Heart + Lung

Research to Improve Out-of-Hospital Cardiac Arrest Survival Rates

The largest randomized cardiac arrest trial in the world has shown that extending the period of initial cardiopulmonary resuscitation (CPR) by paramedics and firefighters from one to three minutes provides no benefit.

The study by the Resuscitation Outcomes Consortium, with Dr. Ian Stiell of the University of Ottawa as first author, involved nearly 10,000 cardiac arrest patients from 10 North American regions. The British Columbia site, led by Dr. Jim Christenson, Head of the Department of Emergency Medicine at the University of British Columbia, contributed over 1,200 patients and was one of three Canadian sites. Douglas Andrusiek, PhD candidate in the School of Population and Public Health, was a co-author on the study.

“Previously, it was unclear how much CPR to provide before defibrillation,” said Dr. Christenson. “This study shows that it is not necessary to delay the defibrillator by doing more CPR. To defibrillate as soon as possible while getting good CPR is an effective strategy.”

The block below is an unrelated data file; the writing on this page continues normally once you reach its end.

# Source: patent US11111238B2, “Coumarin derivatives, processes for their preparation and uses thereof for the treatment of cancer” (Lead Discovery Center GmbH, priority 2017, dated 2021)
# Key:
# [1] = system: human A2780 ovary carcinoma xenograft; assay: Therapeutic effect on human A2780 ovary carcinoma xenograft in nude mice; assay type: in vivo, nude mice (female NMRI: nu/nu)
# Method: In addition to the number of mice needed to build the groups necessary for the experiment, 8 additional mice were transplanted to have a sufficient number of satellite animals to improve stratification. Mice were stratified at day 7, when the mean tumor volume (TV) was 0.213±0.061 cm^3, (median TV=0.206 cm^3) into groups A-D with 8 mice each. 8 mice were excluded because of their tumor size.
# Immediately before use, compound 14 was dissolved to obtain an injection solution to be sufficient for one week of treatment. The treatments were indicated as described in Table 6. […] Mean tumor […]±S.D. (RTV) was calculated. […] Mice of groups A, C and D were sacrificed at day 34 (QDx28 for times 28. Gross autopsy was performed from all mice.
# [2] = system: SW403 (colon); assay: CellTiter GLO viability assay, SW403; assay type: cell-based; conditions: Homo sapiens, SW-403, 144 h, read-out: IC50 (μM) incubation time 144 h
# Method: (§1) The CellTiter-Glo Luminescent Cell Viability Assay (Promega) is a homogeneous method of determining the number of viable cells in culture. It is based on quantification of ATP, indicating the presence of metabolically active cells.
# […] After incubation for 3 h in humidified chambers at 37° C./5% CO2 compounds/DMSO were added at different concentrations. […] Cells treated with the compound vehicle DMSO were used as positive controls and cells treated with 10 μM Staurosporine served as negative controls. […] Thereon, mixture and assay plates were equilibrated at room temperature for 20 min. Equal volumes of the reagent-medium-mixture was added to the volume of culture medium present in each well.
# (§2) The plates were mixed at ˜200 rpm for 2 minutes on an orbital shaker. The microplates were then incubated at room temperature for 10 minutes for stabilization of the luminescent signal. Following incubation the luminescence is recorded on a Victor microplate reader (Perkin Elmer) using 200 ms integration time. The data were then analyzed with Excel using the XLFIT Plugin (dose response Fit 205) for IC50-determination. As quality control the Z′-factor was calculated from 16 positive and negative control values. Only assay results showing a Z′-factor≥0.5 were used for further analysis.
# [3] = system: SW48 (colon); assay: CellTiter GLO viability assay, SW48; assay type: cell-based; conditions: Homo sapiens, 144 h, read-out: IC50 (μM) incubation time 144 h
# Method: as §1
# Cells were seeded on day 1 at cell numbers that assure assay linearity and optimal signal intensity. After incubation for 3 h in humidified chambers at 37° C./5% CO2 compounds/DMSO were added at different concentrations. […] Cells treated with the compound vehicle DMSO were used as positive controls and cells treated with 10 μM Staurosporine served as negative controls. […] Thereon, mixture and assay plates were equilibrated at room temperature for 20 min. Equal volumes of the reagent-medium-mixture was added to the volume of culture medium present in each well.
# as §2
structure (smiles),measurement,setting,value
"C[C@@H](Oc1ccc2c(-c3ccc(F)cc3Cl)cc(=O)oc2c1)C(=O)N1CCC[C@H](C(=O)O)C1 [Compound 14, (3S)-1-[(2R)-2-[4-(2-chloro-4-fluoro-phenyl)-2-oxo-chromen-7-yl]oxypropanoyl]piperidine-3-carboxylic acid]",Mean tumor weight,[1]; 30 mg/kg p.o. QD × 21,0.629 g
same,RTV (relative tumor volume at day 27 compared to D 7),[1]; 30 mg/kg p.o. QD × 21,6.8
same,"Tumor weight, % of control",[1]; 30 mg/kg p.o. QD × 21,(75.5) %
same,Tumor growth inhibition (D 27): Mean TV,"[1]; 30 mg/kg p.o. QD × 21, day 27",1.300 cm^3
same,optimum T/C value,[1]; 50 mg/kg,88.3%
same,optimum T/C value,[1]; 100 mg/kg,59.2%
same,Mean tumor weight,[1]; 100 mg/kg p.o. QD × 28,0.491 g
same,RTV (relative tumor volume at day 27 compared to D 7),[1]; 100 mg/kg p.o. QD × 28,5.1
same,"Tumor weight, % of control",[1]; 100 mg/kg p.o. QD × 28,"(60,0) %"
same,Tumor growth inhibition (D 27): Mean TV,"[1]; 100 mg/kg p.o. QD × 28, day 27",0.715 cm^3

This study, published in the New England Journal of Medicine, was conducted through the Resuscitation Outcomes Consortium (ROC), a large Canada-U.S. research collaboration aimed at improving survival for patients who suffer cardiac arrest and severe trauma in the community.

Dr. Christenson is also a member of the Canadian Association of Emergency Physicians (CAEP) working group who is pushing for improved rates of “bystander” CPR. More than 20,000 people suffer out-of-hospital cardiac arrests in Canada each year, with 85 per cent of cases occurring in residential dwellings. Currently, less than 10 per cent of these people survive. Their recent position statement was published in the Canadian Journal of Emergency Medicine (CJEM) and can be found here.